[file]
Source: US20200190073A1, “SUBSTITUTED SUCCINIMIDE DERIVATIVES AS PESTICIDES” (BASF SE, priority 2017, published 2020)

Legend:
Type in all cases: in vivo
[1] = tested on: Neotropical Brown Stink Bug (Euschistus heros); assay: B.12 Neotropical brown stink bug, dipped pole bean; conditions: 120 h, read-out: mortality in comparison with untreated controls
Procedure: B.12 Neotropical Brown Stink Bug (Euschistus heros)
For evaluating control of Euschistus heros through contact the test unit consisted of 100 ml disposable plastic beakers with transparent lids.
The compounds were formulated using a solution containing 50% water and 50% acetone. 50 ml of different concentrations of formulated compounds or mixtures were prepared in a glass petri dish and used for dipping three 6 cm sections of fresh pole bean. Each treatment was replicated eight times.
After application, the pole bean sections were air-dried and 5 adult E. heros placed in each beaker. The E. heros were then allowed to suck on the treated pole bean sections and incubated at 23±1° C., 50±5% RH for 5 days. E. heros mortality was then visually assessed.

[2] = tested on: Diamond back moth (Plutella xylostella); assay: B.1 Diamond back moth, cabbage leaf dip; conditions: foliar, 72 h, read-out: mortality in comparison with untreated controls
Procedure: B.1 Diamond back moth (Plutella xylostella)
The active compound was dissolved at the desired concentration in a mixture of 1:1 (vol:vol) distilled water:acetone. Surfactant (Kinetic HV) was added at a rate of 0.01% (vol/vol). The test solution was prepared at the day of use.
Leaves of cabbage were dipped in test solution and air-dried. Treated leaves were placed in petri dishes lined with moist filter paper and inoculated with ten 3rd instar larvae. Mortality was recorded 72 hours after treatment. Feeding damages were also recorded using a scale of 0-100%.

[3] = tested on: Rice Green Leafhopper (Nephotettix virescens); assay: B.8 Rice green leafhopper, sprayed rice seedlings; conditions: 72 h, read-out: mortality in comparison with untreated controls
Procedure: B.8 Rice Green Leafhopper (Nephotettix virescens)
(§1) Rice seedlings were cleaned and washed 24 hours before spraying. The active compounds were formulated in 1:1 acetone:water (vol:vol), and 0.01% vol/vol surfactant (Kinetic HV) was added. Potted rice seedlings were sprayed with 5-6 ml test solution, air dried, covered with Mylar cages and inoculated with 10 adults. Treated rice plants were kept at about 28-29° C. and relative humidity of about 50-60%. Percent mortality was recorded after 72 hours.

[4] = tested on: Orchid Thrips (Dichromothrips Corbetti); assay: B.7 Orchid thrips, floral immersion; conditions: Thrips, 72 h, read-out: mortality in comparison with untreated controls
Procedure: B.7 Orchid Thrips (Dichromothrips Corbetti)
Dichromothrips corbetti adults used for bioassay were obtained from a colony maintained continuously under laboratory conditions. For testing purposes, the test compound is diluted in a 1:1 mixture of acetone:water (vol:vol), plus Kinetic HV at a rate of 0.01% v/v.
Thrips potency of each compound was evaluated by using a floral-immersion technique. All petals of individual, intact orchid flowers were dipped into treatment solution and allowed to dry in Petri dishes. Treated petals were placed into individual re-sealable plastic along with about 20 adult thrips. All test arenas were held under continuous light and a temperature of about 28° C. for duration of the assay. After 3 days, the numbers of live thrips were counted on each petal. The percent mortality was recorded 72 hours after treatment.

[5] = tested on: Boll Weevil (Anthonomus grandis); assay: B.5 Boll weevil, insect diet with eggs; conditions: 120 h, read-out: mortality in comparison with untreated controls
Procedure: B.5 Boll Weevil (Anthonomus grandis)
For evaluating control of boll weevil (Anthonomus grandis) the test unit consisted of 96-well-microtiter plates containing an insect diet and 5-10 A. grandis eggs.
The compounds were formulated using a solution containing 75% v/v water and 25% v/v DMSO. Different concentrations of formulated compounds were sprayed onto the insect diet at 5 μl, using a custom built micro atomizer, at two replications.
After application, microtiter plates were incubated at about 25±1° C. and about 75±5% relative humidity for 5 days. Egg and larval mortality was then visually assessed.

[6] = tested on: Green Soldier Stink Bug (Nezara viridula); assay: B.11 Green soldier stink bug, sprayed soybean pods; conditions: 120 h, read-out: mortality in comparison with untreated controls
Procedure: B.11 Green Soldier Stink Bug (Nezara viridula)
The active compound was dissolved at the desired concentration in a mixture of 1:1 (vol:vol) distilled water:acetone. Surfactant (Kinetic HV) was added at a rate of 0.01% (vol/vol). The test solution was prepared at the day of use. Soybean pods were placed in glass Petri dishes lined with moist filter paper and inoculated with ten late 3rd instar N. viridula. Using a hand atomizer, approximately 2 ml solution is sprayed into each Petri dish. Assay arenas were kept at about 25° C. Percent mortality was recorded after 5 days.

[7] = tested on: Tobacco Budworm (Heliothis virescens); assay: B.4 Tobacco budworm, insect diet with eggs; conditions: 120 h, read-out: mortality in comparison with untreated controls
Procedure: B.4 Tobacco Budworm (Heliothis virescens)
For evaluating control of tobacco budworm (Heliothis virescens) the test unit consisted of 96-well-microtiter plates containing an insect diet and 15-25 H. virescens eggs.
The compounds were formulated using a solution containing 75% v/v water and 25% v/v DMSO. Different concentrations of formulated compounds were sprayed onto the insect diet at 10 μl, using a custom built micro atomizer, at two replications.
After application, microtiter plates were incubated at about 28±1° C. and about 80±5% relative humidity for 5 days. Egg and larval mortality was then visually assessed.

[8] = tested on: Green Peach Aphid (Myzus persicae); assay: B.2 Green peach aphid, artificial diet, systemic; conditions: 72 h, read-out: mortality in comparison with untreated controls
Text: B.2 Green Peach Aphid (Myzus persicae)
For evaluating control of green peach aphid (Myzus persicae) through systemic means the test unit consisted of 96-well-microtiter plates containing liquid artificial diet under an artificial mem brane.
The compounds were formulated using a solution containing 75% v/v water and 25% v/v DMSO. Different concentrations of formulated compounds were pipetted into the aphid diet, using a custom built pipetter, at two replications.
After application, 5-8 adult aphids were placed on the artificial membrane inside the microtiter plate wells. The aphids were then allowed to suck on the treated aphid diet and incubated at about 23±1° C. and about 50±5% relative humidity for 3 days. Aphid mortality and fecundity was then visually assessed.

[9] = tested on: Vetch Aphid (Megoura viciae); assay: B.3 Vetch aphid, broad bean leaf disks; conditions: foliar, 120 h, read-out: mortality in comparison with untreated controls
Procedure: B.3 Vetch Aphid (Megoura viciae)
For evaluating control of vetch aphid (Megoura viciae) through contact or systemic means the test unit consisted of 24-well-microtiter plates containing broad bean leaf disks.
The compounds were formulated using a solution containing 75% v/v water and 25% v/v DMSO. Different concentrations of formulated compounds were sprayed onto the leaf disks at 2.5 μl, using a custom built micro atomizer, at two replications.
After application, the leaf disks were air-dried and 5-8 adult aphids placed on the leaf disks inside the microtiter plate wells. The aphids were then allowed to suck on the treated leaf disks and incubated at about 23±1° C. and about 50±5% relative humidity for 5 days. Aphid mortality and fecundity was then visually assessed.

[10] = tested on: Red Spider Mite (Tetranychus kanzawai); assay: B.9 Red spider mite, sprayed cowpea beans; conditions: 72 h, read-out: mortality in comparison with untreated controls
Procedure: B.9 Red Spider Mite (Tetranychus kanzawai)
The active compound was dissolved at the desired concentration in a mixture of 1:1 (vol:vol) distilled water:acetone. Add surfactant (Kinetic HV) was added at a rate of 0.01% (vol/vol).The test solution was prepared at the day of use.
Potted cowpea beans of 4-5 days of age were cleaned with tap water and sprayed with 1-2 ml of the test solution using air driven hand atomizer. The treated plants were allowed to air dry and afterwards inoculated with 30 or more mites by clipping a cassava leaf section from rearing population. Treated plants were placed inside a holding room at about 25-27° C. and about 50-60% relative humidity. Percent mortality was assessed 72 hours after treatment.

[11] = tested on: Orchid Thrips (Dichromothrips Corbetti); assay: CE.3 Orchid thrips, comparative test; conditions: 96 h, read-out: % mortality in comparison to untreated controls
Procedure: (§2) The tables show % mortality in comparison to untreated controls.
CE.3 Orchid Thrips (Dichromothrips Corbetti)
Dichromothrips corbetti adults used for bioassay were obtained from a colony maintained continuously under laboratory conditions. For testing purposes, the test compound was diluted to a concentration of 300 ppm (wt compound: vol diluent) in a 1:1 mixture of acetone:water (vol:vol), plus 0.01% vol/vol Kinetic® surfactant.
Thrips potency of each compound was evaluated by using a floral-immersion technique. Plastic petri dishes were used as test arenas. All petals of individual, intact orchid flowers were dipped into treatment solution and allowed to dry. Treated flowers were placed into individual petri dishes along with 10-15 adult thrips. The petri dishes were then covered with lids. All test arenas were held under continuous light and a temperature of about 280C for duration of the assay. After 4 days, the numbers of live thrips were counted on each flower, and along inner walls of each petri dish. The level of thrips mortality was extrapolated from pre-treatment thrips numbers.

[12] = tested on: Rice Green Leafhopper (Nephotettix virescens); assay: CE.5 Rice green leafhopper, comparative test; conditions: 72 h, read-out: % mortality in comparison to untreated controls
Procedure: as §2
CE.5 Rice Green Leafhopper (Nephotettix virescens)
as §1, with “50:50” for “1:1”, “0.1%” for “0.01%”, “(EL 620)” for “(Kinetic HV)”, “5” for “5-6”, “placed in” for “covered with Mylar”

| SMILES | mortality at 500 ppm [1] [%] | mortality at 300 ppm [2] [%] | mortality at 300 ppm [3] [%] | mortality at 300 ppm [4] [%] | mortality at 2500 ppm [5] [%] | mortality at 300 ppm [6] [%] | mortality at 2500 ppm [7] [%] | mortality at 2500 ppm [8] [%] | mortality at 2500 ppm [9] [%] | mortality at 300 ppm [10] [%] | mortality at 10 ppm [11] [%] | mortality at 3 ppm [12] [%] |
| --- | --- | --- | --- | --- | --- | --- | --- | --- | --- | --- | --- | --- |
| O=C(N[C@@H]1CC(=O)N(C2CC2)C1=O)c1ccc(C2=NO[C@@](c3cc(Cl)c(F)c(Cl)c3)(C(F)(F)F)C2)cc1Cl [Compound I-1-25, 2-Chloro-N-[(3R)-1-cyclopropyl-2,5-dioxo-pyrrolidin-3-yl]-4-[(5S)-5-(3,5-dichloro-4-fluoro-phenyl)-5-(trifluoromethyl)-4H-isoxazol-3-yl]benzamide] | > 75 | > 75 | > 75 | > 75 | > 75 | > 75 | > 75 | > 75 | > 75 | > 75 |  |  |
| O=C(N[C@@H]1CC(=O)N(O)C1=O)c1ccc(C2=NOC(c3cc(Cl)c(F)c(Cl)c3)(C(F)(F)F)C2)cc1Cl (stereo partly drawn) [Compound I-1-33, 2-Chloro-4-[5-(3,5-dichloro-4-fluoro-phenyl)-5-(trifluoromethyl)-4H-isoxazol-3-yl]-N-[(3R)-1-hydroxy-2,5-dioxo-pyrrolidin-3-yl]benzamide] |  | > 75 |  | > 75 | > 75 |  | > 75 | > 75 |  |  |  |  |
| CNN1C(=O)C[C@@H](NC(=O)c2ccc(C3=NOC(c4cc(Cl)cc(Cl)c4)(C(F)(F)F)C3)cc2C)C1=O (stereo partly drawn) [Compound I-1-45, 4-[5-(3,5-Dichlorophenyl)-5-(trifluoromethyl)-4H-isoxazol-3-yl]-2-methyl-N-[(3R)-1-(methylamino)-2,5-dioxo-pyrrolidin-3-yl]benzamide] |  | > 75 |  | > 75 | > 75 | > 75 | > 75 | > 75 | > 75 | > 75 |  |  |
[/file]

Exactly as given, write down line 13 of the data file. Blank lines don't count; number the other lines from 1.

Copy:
[3] = tested on: Rice Green Leafhopper (Nephotettix virescens); assay: B.8 Rice green leafhopper, sprayed rice seedlings; conditions: 72 h, read-out: mortality in comparison with untreated controls